9:05 – Whilst taking the register, my class complete Word Of The Day, where they use a dictionary and thesaurus to find definitions, root words, synonyms and antonyms. Today’s word doesn’t feature in the thesaurus, and some of the children are unsure what to do. I switch on the visualiser and model how the definition in the dictionary features synonyms that can be found in the thesaurus. Minutes later, we are sharing answers and a pupil has found an antonym that nobody else had thought of. They pass me their book and I present it under the screen for the rest of the class to copy.
9:30 – It’s Guided Reading time, and we are discussing how to answer 3-mark questions. I want pupils to be able to identify responses worth 3 marks, so I choose a handful of children to show their work to the rest of the class using the visualiser. The class read the response, then show with fingers how many marks they think it would be worth, we then unpick the question to see if we all agree.
10:00 – In English, my class have recently completed writing a non-chron report about marine iguanas. Having marked the work, I want the children to edit and improve a section of their writing today. I choose 2 books to put under the HUE camera, and screenshot the work so that I can annotate on my screen without making any marks in the children’s books. My class now has a really clear idea of what they need to do, and can refer back to the screenshots if needed.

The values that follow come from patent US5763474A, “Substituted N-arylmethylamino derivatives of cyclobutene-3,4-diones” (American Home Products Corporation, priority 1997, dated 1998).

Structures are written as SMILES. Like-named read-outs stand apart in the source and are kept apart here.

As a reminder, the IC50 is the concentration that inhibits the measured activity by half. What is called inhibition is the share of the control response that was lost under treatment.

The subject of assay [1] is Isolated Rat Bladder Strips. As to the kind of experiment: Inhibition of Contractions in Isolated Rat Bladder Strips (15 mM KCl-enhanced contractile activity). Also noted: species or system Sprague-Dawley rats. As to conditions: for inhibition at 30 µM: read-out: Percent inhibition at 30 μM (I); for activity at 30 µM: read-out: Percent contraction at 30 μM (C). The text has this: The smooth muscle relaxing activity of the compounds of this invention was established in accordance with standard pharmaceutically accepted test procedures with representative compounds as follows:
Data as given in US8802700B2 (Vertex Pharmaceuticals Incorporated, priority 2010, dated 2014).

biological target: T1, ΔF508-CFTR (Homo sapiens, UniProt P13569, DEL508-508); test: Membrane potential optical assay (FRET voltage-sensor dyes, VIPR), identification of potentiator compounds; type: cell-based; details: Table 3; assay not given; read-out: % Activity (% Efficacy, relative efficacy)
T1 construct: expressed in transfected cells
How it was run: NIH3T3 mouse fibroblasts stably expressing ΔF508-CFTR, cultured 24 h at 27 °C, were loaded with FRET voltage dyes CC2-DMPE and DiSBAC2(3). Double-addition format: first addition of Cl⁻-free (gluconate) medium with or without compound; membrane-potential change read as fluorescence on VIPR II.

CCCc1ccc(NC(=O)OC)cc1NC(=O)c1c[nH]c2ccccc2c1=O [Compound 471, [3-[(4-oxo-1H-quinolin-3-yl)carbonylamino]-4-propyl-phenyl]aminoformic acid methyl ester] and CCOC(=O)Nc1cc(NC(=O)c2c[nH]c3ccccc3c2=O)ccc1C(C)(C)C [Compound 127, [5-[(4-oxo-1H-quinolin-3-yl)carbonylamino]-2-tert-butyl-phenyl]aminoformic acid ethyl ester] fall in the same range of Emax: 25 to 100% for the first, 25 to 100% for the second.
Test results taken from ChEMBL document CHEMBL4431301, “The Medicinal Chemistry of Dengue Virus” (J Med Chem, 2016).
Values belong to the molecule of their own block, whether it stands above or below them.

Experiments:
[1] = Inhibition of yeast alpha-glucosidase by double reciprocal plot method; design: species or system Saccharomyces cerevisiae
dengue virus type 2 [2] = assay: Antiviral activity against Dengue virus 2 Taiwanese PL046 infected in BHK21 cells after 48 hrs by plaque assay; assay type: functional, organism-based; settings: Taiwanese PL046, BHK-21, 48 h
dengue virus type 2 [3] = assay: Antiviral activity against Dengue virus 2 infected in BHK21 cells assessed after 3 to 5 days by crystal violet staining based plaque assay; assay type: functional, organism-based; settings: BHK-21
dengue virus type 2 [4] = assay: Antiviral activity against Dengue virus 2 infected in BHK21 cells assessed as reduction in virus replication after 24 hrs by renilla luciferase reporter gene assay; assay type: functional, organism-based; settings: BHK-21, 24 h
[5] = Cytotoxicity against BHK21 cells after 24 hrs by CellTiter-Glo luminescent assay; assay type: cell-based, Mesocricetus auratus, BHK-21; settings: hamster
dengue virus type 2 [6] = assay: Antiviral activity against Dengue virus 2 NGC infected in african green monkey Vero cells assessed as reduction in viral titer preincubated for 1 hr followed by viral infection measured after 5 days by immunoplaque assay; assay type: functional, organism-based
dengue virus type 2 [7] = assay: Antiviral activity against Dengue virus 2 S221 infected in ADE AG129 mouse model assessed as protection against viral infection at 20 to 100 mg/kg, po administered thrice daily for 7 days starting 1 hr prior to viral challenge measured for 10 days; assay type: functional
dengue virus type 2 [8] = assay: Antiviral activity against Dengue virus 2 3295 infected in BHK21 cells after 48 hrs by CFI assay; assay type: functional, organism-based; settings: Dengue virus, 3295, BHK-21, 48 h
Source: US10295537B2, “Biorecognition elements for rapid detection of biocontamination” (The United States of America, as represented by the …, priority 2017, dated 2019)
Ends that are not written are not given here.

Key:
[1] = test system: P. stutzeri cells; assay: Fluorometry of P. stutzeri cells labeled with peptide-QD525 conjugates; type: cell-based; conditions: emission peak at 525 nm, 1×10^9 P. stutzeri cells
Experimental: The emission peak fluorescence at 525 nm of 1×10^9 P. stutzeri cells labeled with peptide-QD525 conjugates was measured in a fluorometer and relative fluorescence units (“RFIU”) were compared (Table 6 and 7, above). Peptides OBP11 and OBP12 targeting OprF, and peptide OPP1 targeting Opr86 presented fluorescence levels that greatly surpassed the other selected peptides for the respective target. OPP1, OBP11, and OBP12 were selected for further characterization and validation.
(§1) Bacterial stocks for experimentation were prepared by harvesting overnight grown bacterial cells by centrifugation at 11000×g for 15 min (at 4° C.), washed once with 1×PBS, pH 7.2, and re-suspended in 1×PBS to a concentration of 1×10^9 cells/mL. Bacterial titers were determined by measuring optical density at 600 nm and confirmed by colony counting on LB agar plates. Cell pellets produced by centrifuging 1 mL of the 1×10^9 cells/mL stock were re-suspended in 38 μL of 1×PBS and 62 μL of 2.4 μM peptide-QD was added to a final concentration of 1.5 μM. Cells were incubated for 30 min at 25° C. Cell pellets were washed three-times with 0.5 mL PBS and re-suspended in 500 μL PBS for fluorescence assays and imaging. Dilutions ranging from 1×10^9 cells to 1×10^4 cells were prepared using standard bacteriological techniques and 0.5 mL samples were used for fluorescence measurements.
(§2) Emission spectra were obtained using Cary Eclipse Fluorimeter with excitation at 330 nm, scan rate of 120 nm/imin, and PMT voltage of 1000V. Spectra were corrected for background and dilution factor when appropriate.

11:15 – We are using protractors in maths to measure and draw angles. The best way to achieve this is to model some examples to the class. I know that two groups in my class are going to find this particularly tricky, so I switch my HUE to record mode, and send the video across to iPads once completed. This means that whilst I’m offering 1:1 support to a child, others that require assistance are able to re-watch the tutorial, and are not simply waiting and wasting learning time. Part way through the lesson, I notice that a number of children are using the inside numbers on the protractor rather than the outside, which is giving them incorrect answers. I stop everyone, and go back under the camera to explain this misconception, and we mark the first 5 questions so that I can receive immediate formative assessment and then provide support as necessary for the remainder of the lesson. As some of the children finish, I am able to go back to the extension activity that I set up first thing, with no need for excess sheets.
1:15 – After lunch, it is time for computing. This year we have invested in Micro:bit computers, to boost our physical coding and programming curriculum. I am introducing the boards to the class, so give them out 1 between 2 and ask the class to see what inputs/outputs/processors they can identify. After 5 minutes of exploration time, I open up HUE and it practically becomes a microscope as we look at the different elements that make up the Micro:bit. We can zoom in to millimetres away from the device, then sharpen the focus by simply twisting the camera lens.